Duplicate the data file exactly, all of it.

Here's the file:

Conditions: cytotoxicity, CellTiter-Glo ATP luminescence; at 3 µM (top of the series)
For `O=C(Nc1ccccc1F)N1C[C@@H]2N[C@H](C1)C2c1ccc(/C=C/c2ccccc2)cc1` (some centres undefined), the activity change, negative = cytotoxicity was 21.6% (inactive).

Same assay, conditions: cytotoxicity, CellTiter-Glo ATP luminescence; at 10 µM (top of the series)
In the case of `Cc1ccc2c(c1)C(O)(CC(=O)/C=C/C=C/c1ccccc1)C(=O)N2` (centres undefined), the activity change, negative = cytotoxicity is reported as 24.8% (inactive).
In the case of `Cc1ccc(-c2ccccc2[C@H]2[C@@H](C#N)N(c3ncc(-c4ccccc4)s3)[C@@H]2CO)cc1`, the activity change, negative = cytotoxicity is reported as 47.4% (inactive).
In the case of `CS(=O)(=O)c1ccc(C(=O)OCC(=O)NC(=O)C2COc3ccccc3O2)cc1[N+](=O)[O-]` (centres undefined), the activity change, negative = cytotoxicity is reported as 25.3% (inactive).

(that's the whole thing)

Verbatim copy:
Conditions: cytotoxicity, CellTiter-Glo ATP luminescence; at 3 µM (top of the series)
For `O=C(Nc1ccccc1F)N1C[C@@H]2N[C@H](C1)C2c1ccc(/C=C/c2ccccc2)cc1` (some centres undefined), the activity change, negative = cytotoxicity was 21.6% (inactive).

Same assay, conditions: cytotoxicity, CellTiter-Glo ATP luminescence; at 10 µM (top of the series)
In the case of `Cc1ccc2c(c1)C(O)(CC(=O)/C=C/C=C/c1ccccc1)C(=O)N2` (centres undefined), the activity change, negative = cytotoxicity is reported as 24.8% (inactive).
In the case of `Cc1ccc(-c2ccccc2[C@H]2[C@@H](C#N)N(c3ncc(-c4ccccc4)s3)[C@@H]2CO)cc1`, the activity change, negative = cytotoxicity is reported as 47.4% (inactive).
In the case of `CS(=O)(=O)c1ccc(C(=O)OCC(=O)NC(=O)C2COc3ccccc3O2)cc1[N+](=O)[O-]` (centres undefined), the activity change, negative = cytotoxicity is reported as 25.3% (inactive).